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Stampers Can Climb the Walls and Make It Look Easy

August 10, 1996|LYNN O'DELL

Stamps aren't just something you put on paper anymore. You can stamp on the wall, the floor, the curtains, your clothes.

Stamping is growing in popularity as more and more people find out how easy it is, said Lauren Powell of Plaid Enterprises, which is known for consumer-friendly arts and crafts products that come with step-by-step instructions.

But stamping on walls is nothing new to Gary Dorothy, owner of Stampa Barbara, a stamp emporium that originated in Santa Barbara and has stores in Costa Mesa and Los Angeles. He used stamps on the exterior of his Santa Barbara store 11 years ago.

"Several companies have come out with stamps they say are for walls, but really you could use any stamp," he said.

The Costa Mesa store has a section of big, full-image stamps (as opposed to outline stamps) for fabrics and walls.

Among the thousands of stamps the store carries are wall and fabric stamps that include a coffee cup and saucer, a crown, a cactus, a fish and a sun, a grape leaf, a wavy line, a star, a guitar and a gingerbread man.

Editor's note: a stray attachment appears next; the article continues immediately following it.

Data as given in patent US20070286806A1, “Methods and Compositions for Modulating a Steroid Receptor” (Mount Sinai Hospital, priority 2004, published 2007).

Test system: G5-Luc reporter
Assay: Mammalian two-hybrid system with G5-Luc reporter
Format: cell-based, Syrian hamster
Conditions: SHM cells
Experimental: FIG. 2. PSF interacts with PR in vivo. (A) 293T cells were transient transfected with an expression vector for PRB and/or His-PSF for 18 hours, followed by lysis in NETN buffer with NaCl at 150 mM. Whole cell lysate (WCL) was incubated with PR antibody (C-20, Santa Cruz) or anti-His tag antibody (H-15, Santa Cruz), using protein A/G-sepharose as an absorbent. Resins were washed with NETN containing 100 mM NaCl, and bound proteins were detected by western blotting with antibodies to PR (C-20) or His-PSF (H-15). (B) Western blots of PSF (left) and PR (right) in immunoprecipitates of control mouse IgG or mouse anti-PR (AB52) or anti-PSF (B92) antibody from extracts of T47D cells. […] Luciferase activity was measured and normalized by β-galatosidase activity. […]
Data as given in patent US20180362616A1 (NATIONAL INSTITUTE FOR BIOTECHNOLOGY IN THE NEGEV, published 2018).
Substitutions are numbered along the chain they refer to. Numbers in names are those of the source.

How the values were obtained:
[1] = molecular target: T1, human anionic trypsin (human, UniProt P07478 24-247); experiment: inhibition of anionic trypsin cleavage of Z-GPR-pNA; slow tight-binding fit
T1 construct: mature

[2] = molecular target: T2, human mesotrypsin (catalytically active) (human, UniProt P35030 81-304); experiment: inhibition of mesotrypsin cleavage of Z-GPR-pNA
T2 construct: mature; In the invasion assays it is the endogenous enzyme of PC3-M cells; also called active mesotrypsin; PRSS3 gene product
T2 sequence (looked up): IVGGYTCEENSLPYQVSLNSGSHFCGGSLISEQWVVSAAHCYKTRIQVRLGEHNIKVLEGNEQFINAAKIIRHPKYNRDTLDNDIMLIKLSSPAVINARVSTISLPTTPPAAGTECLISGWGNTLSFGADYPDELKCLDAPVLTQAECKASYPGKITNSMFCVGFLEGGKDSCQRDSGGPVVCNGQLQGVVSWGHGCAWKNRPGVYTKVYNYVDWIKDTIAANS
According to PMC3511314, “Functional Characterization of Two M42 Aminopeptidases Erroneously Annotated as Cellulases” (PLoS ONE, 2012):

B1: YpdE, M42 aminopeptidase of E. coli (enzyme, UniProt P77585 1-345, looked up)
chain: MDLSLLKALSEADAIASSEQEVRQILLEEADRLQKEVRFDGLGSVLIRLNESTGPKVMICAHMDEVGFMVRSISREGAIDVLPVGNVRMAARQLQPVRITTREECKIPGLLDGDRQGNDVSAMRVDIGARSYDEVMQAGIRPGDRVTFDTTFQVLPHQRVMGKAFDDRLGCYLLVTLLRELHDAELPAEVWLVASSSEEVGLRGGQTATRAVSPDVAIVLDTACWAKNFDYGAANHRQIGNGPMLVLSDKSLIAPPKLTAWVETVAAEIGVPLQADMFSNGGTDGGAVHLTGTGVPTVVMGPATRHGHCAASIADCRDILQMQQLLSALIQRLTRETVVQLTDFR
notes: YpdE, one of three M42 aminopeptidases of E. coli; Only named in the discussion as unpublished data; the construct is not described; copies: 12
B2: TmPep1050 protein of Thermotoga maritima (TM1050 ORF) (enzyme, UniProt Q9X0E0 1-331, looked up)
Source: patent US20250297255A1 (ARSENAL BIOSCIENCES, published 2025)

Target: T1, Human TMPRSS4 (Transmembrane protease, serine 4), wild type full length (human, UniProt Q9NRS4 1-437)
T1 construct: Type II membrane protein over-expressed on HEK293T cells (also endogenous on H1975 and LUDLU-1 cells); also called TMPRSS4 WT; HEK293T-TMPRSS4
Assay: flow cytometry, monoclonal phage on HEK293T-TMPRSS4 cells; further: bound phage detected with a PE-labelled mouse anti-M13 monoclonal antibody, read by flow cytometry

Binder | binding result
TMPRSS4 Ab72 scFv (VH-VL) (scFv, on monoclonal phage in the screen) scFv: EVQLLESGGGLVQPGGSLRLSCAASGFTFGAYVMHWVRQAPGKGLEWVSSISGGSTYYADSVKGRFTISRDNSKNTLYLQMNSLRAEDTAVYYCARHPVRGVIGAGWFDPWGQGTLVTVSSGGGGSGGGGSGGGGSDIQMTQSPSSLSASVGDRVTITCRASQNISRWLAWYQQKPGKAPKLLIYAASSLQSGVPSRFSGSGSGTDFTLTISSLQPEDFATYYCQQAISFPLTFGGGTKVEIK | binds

The most popular wall stamp is the fleur-de-lis, which comes in a large and a small size, Dorothy said. The store sells an oversize stamp pad and thicker home decorating ink. But fabric inks and latex paint can be used also.

Powell's company sells decorator blocks made of flexible foam with a raised design. A gel-like glaze is brushed on the block and the block is pressed onto the object to be decorated. It's soap and water cleanup with no smell or oil if you use the glazes, she said.

Ivy and grapes are the most popular blocks. Plaid's blocks come with directions and ideas that describe how to build on a single element.

"You don't have to be an artist to do this. If you aren't creative enough to know how to drape the leaves, we show you," Powell said.

Stamping is not difficult, but it requires experimenting in an out-of-the-way spot to see what the stamp, ink or paint and wall texture will do together, Dorothy said.

How easy is it?

Kim Van Vlear of Laguna Niguel, who used the decorator blocks as the basis for wall murals in her daughter's bedroom, put it this way:

"People know I sew and I quilt, but they know I can't paint. When they come here and see Victoria's room, they go, 'You did that?' Then they say, 'Oh, if you can do it, I can do it, too.' "

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